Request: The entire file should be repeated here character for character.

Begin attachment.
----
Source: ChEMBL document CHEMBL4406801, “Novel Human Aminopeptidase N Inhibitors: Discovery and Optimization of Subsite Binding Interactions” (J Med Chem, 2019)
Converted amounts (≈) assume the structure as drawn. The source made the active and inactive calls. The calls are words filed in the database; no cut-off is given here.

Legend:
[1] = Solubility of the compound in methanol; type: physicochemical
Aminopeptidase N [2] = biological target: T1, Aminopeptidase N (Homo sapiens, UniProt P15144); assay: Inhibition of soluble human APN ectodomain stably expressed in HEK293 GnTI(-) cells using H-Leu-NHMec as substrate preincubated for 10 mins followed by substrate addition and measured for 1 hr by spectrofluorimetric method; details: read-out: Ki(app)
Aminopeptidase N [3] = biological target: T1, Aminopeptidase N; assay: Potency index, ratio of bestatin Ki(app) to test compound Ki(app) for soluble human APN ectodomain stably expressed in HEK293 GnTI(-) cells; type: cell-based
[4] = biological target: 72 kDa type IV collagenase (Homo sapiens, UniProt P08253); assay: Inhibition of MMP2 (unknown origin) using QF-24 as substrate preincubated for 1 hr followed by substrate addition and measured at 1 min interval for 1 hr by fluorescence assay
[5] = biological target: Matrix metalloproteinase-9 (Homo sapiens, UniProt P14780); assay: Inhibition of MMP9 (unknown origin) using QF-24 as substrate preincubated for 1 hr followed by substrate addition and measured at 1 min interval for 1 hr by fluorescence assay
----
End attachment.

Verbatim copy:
Source: ChEMBL document CHEMBL4406801, “Novel Human Aminopeptidase N Inhibitors: Discovery and Optimization of Subsite Binding Interactions” (J Med Chem, 2019)
Converted amounts (≈) assume the structure as drawn. The source made the active and inactive calls. The calls are words filed in the database; no cut-off is given here.

Legend:
[1] = Solubility of the compound in methanol; type: physicochemical
Aminopeptidase N [2] = biological target: T1, Aminopeptidase N (Homo sapiens, UniProt P15144); assay: Inhibition of soluble human APN ectodomain stably expressed in HEK293 GnTI(-) cells using H-Leu-NHMec as substrate preincubated for 10 mins followed by substrate addition and measured for 1 hr by spectrofluorimetric method; details: read-out: Ki(app)
Aminopeptidase N [3] = biological target: T1, Aminopeptidase N; assay: Potency index, ratio of bestatin Ki(app) to test compound Ki(app) for soluble human APN ectodomain stably expressed in HEK293 GnTI(-) cells; type: cell-based
[4] = biological target: 72 kDa type IV collagenase (Homo sapiens, UniProt P08253); assay: Inhibition of MMP2 (unknown origin) using QF-24 as substrate preincubated for 1 hr followed by substrate addition and measured at 1 min interval for 1 hr by fluorescence assay
[5] = biological target: Matrix metalloproteinase-9 (Homo sapiens, UniProt P14780); assay: Inhibition of MMP9 (unknown origin) using QF-24 as substrate preincubated for 1 hr followed by substrate addition and measured at 1 min interval for 1 hr by fluorescence assay